As the 2011 Consumer Electronics Show wraps up today, we’d like to share a few secrets. The CrunchGear writing team, with support from TechCrunch TV, provided more than 20 hours of live CES video coverage, taking our viewers right to the industry and media access only exhibit floor. For a look at video highlights, check out ces.crunchgear.com. Hundreds of Twitter questions were answered in real-time, giving our viewers a chance to interact with the company reps and win some giveaways. We also got a lot of questions on how we did it.
The traditional, old-school way of broadcasting a live event would involve driving up a satellite truck with a C or Ku band transmitter. Or, getting a special expensive video fiber circuit connected at the venue. But, that would only allow a video feed from a single location. Otherwise we’d need multiple circuits or time to drive and set-up the sat truck at different locations.
We wanted to stream at a moments notice, from the Sands Expo during CES Unveiled and the following Media Day, from the inside and outside the Las Vegas Convention Center, and from hotel parties and events all over the Las Vegas Strip. Plus, we wanted to roam the halls without any wired connection. We investigated some RF and microwave transmitter options but they involved great expense and production limitations. We finally settled on a mobile streaming solution, with a backup ‘nearly live’ wired solution. We never needed to resort to the taped backup.
We used a LiveU mobile package provided by our live streaming partner, Ustream. The livepack fits in a custom designed backpack. It takes a firewire input containing video and audio from a camera. We used our Panasonic HVX200a camera and some wireless microphones and a camera LED light. The livepack has 6 data modems and attempts to connect to 3 different mobile phone networks (ATT, Verizon, and Sprint). The signal is put back together by LiveU and then sent to Ustream for live streaming distribution.
Giving the bandwidth issues to be expected when
125,000 (Update: CES now says 140,000) tech savvy people get together in one place, we had some concerns that the technology would work. Those concerns grew when we tried un-successfully to use our mobile phones. But, with its 6 modems, the livepack was able to get a connection 95% of the time. The bandwidth was constantly changing. During the best times, we were getting more than 1Mbps upstream. At a few locations, such as the lower level of the Sands Expo Center during CES Media Day, and inside of few of the exhibitors private conference rooms, we weren’t able enough bandwidth. So, the stream froze, stuttered, or turned into audio only at times.
On the livepack, we chose the small CIF video window setting. While a sacrifice to quality, this allowed for more consistent streaming performance. Ustream distributed an encoded feed at 400k, with a 480×270 window and h.264 video. We didn’t get any viewer complaints about the video image quality.
Batteries and battery planning was key. The livepack has an internal battery and also runs on hot swappable external batteries. We got about 2 hours on a full external battery and carried lots of spares. We also had lots of camera batteries (not hot-swappable), wireless mic, and LED light batteries.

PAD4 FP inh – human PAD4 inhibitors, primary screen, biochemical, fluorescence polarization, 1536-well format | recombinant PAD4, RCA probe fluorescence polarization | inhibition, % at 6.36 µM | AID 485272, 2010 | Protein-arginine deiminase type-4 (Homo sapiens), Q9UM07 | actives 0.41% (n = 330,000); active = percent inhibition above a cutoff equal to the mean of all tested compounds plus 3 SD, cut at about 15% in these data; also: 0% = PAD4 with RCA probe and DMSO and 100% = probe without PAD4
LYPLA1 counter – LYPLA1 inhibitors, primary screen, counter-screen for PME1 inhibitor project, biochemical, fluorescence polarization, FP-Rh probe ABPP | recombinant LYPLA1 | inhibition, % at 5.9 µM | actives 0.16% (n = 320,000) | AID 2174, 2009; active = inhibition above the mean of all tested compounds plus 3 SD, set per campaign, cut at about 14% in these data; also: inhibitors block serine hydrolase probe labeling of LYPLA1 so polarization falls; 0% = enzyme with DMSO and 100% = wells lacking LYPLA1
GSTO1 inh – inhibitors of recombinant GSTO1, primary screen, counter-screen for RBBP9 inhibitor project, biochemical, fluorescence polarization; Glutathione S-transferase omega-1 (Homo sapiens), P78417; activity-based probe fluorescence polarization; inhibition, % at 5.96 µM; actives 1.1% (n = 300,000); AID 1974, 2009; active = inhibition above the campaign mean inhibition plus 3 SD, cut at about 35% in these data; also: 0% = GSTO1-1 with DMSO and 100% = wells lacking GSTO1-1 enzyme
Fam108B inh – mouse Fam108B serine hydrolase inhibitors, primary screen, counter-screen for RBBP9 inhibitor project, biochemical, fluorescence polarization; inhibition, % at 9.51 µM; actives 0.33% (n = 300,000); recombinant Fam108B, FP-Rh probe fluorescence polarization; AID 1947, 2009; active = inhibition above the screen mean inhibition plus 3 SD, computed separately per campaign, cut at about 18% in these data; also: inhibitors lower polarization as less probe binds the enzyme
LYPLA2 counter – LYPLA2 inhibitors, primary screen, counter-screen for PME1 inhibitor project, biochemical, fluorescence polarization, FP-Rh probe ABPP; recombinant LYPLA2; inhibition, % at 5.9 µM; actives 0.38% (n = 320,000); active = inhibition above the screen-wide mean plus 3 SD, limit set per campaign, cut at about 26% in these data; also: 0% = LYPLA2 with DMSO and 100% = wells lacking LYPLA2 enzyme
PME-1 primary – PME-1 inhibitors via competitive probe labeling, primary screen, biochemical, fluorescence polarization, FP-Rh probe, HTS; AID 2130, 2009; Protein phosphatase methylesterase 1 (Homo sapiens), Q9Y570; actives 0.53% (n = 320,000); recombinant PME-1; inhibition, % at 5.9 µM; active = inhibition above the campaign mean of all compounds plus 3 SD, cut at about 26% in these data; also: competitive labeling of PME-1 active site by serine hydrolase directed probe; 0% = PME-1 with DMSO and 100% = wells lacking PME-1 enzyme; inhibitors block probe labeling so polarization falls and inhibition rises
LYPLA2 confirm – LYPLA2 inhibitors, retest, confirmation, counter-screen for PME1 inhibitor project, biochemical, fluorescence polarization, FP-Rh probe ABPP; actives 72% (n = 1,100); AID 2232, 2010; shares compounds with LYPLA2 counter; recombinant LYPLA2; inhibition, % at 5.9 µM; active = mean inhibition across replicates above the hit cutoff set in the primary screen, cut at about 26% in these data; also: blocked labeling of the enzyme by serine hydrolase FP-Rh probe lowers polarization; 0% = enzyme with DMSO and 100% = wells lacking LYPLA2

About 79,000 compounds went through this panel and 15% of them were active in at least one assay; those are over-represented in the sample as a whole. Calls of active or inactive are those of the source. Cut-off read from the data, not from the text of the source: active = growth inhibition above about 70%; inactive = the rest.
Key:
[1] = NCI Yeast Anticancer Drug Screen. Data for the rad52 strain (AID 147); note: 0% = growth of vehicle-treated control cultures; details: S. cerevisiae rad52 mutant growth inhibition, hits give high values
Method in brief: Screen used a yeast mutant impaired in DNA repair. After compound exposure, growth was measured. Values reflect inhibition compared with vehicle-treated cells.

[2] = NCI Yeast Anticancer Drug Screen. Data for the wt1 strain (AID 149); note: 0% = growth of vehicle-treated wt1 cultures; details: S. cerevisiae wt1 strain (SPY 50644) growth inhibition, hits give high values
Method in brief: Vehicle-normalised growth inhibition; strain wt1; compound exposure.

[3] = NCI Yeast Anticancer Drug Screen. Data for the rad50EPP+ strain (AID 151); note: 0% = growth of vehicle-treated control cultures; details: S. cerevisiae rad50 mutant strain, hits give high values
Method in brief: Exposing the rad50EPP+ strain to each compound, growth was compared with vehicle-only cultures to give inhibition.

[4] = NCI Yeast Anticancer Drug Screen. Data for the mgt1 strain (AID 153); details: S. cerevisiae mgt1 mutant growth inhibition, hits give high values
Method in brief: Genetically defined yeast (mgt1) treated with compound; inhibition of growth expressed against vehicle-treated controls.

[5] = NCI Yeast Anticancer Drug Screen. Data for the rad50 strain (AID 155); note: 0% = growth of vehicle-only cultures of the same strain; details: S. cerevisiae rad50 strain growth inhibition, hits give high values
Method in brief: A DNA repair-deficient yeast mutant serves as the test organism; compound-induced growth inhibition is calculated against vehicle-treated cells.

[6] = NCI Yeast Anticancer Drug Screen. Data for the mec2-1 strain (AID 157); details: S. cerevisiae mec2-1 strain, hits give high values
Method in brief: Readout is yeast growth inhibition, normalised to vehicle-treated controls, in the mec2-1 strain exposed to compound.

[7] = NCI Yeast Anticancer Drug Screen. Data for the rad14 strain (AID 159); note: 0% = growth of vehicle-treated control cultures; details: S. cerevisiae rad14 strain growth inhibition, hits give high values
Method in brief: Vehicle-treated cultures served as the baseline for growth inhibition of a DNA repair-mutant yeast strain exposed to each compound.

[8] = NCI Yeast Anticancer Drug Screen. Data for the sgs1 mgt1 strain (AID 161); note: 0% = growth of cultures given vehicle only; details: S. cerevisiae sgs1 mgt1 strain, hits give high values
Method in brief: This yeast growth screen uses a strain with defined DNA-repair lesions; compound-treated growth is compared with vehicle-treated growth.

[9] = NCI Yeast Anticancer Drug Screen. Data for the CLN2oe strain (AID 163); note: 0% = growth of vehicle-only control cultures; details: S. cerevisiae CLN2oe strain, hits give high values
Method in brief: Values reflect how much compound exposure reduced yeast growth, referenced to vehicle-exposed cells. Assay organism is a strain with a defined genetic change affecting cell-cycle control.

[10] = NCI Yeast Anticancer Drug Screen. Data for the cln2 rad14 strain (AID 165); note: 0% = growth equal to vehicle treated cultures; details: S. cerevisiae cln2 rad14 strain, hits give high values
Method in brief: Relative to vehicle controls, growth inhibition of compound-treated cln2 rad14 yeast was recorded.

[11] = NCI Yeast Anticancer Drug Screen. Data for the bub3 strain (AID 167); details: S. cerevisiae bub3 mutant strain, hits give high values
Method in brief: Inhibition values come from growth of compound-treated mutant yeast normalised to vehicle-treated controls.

Most of the time, the system worked way above our expectations. But, we did have 2 other non-transmission issues. The camera connects to the livepack using a firewire plug. Not the best, robust connection. Even taped down, that came loose a few times, but there is a monitor screen on the pack that alerted us to the problem.
One night, the pack wouldn’t start up. A quick call to the phone number on the pack for LiveU at 10pm Eastern Time, helped us confirm a hardware problem, most likely a loose circuit board. We had just carried it for miles on a busy convention floor. A gentle nudge got the livepack working again. But, we weren’t ready to trust it, and used a backup wired solution for coverage from a fixed location that night. But with another day of coverage coming up with miles of walking the halls, Ustream rushed us a new livepack overnight, and we were up and running on Friday.
The LiveU livepack we used has been out on the market for a year and a half. It’s used by streaming video providers Ustream and Livestream, in addition to broadcast networks. It’s been used at all kinds of sports event and the Grammy Awards. A new HD livepack started shipping last week. It contains 6 to 12 cellular connections (including T-Mobile), and supports Verizon LTE 4G and Sprint and ClearWire WiMax 4G. The new units also feature SDI, HDMI, and analog input, in addition to FireWire. And they output SD and HD to 1080i.
Even with our 1st generation livepack, we succeeded in our mission to bring CES directly to our viewers. Our viewers got to hear about dozens of new TVs, phones, tablets, cameras and headphones plus interviews with the CEO of Ford and T-Pain. And behind the scenes previews of the RED Scarlet, the Notion Ink Adam tablet, and Microsoft’s Surface V2. And they got a chance to see what it’s like to drive around in GM’s EN-V futuristic car.
They also got an honest look at CES, warts and all. They saw when we didn’t get into the Samsung event on Media Day, after waiting in a Disneyland size line. And they came along to several booths where no one wanted to talk to us or our viewers even though the booth representatives were standing there talking with other convention visitors. Our viewers gave us instant feedback on what they were seeing, which booths to see, and even some help when we got lost. All in all, quite the interactive, front row, video experience.